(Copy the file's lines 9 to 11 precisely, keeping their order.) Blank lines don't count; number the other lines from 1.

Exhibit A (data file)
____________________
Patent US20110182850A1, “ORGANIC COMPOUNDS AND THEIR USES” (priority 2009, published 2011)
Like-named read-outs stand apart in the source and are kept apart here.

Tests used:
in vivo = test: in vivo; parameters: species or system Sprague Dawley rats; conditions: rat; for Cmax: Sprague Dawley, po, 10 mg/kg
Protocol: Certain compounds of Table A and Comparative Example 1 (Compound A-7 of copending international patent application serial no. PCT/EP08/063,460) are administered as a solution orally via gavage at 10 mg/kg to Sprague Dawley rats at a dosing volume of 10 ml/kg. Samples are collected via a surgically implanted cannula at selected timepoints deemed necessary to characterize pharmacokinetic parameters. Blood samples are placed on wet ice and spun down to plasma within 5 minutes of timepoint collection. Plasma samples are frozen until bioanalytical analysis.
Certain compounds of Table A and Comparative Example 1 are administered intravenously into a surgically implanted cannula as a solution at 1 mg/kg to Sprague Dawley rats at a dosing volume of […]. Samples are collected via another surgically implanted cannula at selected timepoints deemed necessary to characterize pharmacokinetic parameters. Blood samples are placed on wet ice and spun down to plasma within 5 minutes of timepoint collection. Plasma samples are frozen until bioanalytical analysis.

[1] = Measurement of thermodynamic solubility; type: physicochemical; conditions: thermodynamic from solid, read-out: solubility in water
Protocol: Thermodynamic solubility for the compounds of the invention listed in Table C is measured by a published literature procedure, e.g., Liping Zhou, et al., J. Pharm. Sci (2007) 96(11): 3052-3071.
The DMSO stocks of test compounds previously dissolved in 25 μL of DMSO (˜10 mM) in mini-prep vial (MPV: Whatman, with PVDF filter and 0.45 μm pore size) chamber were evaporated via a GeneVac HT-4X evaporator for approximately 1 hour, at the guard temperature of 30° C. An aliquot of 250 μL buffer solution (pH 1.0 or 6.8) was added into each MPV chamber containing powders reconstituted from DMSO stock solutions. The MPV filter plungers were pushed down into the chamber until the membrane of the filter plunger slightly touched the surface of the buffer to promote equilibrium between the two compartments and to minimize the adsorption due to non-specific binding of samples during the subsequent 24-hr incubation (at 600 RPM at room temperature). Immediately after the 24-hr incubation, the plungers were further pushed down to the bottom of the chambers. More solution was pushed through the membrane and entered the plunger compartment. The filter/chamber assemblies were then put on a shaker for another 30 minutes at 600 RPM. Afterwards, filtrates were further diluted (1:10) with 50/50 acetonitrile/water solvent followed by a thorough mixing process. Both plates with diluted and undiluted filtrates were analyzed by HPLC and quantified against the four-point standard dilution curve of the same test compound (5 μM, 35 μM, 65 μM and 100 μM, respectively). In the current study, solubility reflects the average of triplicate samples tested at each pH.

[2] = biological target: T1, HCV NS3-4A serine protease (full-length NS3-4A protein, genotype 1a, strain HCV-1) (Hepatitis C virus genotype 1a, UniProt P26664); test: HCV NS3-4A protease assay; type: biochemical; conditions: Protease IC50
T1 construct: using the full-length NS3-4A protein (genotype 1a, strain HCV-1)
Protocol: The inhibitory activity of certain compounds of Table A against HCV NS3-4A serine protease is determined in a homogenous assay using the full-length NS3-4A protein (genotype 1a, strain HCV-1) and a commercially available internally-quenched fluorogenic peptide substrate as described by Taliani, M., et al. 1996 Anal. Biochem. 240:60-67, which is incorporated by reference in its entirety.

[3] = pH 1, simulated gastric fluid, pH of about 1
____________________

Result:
The DMSO stocks of test compounds previously dissolved in 25 μL of DMSO (˜10 mM) in mini-prep vial (MPV: Whatman, with PVDF filter and 0.45 μm pore size) chamber were evaporated via a GeneVac HT-4X evaporator for approximately 1 hour, at the guard temperature of 30° C. An aliquot of 250 μL buffer solution (pH 1.0 or 6.8) was added into each MPV chamber containing powders reconstituted from DMSO stock solutions. The MPV filter plungers were pushed down into the chamber until the membrane of the filter plunger slightly touched the surface of the buffer to promote equilibrium between the two compartments and to minimize the adsorption due to non-specific binding of samples during the subsequent 24-hr incubation (at 600 RPM at room temperature). Immediately after the 24-hr incubation, the plungers were further pushed down to the bottom of the chambers. More solution was pushed through the membrane and entered the plunger compartment. The filter/chamber assemblies were then put on a shaker for another 30 minutes at 600 RPM. Afterwards, filtrates were further diluted (1:10) with 50/50 acetonitrile/water solvent followed by a thorough mixing process. Both plates with diluted and undiluted filtrates were analyzed by HPLC and quantified against the four-point standard dilution curve of the same test compound (5 μM, 35 μM, 65 μM and 100 μM, respectively). In the current study, solubility reflects the average of triplicate samples tested at each pH.

[2] = biological target: T1, HCV NS3-4A serine protease (full-length NS3-4A protein, genotype 1a, strain HCV-1) (Hepatitis C virus genotype 1a, UniProt P26664); test: HCV NS3-4A protease assay; type: biochemical; conditions: Protease IC50
T1 construct: using the full-length NS3-4A protein (genotype 1a, strain HCV-1)